Vinyl Day 2: Gino Vannelli “Storm at Sunup”, David Bowie “Blackstar”, & Dick Wellstood “Plays Ragtime Music of The Sting”

Welcome to Day 2 of my nonsensical record collection.

Artist: Gino Vannelli
Album: Storm at Sunup
Year: 1975
Genre: Jazz Pop
Record Origins: Goodwill in Lakeview, New Orleans


Gino, a follicularly (I definitely made the word up) blessed Italian-Canadian jazz pop singer, arrived here via Goodwill. At the time, it was just a funny album cover. Upon further inspection, this record was recorded under A&M Records, which I have massive respek for because Herb Alpert is one of the founders.

Anyway, I am indifferent about Gino, but the anonymous ladies on the cover of these 60s and 70s albums are always so beautiful.

Artist: David Bowie
Album: Blackstar
Year: 2016
Genre: Rock
Record Origins: Slam, Edgewater, Chicago


“Blackstar” was David Bowie’s 25th and final album– released two days before he died. David Bowie is a problematic favorite of mine. It’s hard to separate the work from the person, but it is a a real thing. Nevertheless, the music and images exist. The creative spirit is forever burned in our consciousness.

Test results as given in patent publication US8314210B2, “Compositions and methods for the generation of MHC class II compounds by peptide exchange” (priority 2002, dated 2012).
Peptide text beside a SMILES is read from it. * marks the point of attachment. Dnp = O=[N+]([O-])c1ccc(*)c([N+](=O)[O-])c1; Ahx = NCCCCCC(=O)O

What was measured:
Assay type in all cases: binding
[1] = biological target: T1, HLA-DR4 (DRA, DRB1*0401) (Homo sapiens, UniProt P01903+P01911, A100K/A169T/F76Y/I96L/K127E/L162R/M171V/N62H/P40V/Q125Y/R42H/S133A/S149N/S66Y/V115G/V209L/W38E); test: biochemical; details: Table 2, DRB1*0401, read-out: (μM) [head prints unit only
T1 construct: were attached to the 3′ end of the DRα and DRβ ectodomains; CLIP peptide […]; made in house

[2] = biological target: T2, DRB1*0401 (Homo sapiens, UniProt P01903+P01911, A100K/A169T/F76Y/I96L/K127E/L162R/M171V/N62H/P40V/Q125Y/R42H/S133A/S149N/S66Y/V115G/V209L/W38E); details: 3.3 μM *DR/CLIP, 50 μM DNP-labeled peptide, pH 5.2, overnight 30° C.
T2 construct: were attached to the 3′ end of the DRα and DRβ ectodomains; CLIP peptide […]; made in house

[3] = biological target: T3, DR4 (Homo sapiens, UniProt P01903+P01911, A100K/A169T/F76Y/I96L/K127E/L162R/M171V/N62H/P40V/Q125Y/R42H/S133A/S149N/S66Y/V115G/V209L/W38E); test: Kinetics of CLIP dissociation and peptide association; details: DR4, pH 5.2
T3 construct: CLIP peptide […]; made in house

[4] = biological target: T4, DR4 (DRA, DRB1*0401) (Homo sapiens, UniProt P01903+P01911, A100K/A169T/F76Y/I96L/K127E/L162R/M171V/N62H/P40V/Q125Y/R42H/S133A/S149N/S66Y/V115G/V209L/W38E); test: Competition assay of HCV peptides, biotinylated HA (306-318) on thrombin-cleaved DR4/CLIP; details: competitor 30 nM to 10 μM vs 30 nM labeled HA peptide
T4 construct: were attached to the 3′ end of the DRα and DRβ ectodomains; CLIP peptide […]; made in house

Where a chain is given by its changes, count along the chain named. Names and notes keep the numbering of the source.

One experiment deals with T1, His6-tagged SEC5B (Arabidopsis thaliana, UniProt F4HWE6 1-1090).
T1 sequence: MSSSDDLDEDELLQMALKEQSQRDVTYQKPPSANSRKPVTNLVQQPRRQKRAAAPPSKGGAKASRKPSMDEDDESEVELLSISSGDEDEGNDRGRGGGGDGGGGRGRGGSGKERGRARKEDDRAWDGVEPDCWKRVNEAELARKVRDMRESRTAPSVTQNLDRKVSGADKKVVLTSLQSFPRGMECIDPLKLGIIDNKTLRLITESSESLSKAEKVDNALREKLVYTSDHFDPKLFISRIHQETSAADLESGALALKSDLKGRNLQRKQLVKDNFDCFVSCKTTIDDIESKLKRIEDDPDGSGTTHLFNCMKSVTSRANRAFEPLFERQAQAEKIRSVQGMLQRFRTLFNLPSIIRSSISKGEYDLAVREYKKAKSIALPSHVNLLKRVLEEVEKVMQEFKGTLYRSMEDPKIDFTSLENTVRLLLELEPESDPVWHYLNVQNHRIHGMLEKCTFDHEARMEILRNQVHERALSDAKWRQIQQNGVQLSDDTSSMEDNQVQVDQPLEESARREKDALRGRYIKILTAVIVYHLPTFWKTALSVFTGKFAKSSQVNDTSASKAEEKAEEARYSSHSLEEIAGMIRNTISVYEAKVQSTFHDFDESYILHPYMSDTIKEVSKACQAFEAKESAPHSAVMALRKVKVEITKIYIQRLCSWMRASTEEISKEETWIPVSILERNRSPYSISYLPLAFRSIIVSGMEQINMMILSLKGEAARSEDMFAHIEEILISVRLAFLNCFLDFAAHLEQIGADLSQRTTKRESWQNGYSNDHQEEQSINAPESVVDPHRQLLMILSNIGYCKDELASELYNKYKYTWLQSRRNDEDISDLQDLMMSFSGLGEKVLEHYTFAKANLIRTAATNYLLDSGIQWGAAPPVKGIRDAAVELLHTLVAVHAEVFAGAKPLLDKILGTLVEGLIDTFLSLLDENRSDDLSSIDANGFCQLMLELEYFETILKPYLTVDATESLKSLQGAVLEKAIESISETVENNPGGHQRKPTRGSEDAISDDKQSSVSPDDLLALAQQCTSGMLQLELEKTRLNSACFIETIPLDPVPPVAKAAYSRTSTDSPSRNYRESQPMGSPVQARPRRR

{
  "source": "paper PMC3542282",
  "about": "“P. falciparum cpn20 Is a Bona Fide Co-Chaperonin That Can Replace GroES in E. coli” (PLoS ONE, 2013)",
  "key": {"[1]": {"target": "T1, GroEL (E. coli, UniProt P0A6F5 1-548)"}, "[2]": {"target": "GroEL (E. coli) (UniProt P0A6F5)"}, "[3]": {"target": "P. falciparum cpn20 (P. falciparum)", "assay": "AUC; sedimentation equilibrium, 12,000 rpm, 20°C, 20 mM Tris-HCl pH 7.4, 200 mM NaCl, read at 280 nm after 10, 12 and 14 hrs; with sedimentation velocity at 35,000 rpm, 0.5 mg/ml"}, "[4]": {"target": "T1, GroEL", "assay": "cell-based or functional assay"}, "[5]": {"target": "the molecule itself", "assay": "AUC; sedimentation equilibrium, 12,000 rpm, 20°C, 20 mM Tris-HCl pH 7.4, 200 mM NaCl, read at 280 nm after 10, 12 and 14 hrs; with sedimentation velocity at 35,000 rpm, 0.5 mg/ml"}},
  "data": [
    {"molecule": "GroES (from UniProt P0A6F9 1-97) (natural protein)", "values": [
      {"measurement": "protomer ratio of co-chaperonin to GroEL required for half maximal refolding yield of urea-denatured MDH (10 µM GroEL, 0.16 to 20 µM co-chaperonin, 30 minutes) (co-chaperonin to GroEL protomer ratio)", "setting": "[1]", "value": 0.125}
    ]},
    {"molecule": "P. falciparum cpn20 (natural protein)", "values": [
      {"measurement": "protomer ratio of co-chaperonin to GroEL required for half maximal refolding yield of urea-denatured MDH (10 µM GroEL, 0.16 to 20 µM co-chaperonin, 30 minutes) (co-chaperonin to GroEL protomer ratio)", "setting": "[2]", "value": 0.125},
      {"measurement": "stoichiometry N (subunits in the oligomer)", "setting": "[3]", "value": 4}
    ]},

Artist: Dick Wellstood
Album: Plays Ragtime Music of The Sting
Year: 1974
Genre: Jazz Piano
Record Origins: Goodwill in Lakeview, New Orleans


Hear it below: this is the music I will go insane to during my Coronacation. And it’s only the fourth day. This is the perfect music for a boring dystopia.

Dick Wellstood is a was a jazz pianist that played a lot of sweet ragtime tunes. This particular album was in 1973 caper The Sting.

This concludes Vinyl Day 2 of ?. God I hope it gets better from here.

A Brief, Strange, and Semi-Erotic History of David Bowie’s “Cat People (Putting Out Fire)”

The original horror movie about cat people that’s not the CATS remake.

EDIT: Happy 73rd Birthday, David Bowie!

In 1942, French director Jacques Tourneur directed a film using by DeWitt Boden with the eponymous name Cat People.

Would you believe me if I told you that a movie made in 1942 called Cat People had some deleterious portrayals of women and human sexuality?: “The plot focuses on a Serbian fashion illustrator in New York City who believes herself to be descended from a race of people who shape shift into panthers when sexually aroused or angered.” Oh dear.

Nonetheless, the film is considered pioneer of the horror genre and cinematography.

40 years later, legendary American film writer and director Paul Schrader directed an early 80s update of Cat People with some huge 70s and 80s players: Nastassja Kinski, Malcolm McDowell, and John Heard. The 1982 version of Cat PeopleĀ is described as an “erotic horror” on Wikipedia (if the appearance of Malcolm McDowell didn’t tip you off to the kind of party this is).
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